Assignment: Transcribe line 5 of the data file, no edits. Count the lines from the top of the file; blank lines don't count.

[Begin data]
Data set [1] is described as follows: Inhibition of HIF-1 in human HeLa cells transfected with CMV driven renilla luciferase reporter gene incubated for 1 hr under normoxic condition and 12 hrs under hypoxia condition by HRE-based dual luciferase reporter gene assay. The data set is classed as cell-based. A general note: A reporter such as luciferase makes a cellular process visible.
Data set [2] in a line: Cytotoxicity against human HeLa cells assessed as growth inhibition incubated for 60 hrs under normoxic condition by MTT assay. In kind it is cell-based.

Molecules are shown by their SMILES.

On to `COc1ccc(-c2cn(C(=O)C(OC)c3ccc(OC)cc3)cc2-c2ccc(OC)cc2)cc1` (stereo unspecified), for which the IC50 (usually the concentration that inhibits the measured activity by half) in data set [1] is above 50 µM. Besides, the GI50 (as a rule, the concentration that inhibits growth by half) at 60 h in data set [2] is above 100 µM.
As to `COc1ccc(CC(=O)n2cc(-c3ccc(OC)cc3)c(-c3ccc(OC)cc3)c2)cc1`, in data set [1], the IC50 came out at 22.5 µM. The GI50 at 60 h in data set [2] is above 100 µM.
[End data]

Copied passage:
As to `COc1ccc(CC(=O)n2cc(-c3ccc(OC)cc3)c(-c3ccc(OC)cc3)c2)cc1`, in data set [1], the IC50 came out at 22.5 µM. The GI50 at 60 h in data set [2] is above 100 µM.